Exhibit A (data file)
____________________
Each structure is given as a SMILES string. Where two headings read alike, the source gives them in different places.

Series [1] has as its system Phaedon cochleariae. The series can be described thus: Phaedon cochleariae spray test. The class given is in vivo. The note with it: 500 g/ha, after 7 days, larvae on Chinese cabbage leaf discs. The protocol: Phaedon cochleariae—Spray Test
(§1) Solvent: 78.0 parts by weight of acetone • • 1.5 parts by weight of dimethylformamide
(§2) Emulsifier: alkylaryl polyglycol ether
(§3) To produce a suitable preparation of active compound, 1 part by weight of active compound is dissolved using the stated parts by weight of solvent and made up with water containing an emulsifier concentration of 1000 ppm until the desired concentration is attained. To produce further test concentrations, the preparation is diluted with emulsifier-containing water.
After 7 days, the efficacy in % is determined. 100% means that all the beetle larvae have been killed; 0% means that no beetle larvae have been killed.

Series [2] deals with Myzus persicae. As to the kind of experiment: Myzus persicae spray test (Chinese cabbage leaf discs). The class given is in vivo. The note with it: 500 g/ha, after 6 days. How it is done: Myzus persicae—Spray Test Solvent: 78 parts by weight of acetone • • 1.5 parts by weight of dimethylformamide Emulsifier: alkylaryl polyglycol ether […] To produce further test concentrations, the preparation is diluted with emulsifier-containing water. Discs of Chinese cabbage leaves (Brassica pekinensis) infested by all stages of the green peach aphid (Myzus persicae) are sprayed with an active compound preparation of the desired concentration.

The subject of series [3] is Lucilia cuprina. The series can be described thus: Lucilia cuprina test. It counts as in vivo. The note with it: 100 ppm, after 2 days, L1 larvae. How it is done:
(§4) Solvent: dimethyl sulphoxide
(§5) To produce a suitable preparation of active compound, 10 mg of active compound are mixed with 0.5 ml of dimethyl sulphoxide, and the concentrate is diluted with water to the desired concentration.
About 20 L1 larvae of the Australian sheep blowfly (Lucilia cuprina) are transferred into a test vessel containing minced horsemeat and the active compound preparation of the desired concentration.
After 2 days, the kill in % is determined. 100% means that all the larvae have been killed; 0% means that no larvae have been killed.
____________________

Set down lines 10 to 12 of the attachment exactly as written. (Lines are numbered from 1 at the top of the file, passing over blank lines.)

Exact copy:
(§5) To produce a suitable preparation of active compound, 10 mg of active compound are mixed with 0.5 ml of dimethyl sulphoxide, and the concentrate is diluted with water to the desired concentration.
About 20 L1 larvae of the Australian sheep blowfly (Lucilia cuprina) are transferred into a test vessel containing minced horsemeat and the active compound preparation of the desired concentration.
After 2 days, the kill in % is determined. 100% means that all the larvae have been killed; 0% means that no larvae have been killed.